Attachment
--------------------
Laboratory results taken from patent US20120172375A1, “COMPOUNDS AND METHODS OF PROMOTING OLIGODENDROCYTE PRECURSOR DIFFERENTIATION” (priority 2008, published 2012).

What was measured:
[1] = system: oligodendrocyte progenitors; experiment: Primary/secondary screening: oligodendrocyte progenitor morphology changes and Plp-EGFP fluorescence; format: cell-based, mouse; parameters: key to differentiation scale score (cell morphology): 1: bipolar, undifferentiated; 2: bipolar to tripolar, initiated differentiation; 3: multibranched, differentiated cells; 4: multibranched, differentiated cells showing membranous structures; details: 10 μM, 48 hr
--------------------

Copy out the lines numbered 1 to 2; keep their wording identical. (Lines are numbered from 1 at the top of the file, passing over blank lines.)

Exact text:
Laboratory results taken from patent US20120172375A1, “COMPOUNDS AND METHODS OF PROMOTING OLIGODENDROCYTE PRECURSOR DIFFERENTIATION” (priority 2008, published 2012).

What was measured: